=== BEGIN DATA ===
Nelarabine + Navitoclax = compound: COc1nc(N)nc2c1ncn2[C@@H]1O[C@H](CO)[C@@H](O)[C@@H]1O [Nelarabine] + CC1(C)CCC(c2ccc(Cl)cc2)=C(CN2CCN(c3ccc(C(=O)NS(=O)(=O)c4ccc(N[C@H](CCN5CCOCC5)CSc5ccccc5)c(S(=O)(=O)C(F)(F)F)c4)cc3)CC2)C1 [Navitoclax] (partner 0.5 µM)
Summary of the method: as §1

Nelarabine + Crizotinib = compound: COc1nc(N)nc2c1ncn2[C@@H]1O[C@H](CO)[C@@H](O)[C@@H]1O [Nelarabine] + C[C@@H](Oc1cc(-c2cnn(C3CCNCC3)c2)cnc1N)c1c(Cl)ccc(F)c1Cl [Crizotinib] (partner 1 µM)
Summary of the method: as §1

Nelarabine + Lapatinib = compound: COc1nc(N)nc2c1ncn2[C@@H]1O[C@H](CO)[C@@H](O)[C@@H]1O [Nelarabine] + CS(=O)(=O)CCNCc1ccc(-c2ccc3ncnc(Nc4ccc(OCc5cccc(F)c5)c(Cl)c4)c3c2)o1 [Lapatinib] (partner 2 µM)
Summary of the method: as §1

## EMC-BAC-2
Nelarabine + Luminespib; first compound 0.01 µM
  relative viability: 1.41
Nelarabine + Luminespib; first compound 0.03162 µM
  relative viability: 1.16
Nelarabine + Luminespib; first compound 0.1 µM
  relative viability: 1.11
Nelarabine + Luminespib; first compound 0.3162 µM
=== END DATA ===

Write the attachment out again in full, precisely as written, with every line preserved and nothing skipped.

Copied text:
Nelarabine + Navitoclax = compound: COc1nc(N)nc2c1ncn2[C@@H]1O[C@H](CO)[C@@H](O)[C@@H]1O [Nelarabine] + CC1(C)CCC(c2ccc(Cl)cc2)=C(CN2CCN(c3ccc(C(=O)NS(=O)(=O)c4ccc(N[C@H](CCN5CCOCC5)CSc5ccccc5)c(S(=O)(=O)C(F)(F)F)c4)cc3)CC2)C1 [Navitoclax] (partner 0.5 µM)
Summary of the method: as §1

Nelarabine + Crizotinib = compound: COc1nc(N)nc2c1ncn2[C@@H]1O[C@H](CO)[C@@H](O)[C@@H]1O [Nelarabine] + C[C@@H](Oc1cc(-c2cnn(C3CCNCC3)c2)cnc1N)c1c(Cl)ccc(F)c1Cl [Crizotinib] (partner 1 µM)
Summary of the method: as §1

Nelarabine + Lapatinib = compound: COc1nc(N)nc2c1ncn2[C@@H]1O[C@H](CO)[C@@H](O)[C@@H]1O [Nelarabine] + CS(=O)(=O)CCNCc1ccc(-c2ccc3ncnc(Nc4ccc(OCc5cccc(F)c5)c(Cl)c4)c3c2)o1 [Lapatinib] (partner 2 µM)
Summary of the method: as §1

## EMC-BAC-2
Nelarabine + Luminespib; first compound 0.01 µM
  relative viability: 1.41
Nelarabine + Luminespib; first compound 0.03162 µM
  relative viability: 1.16
Nelarabine + Luminespib; first compound 0.1 µM
  relative viability: 1.11
Nelarabine + Luminespib; first compound 0.3162 µM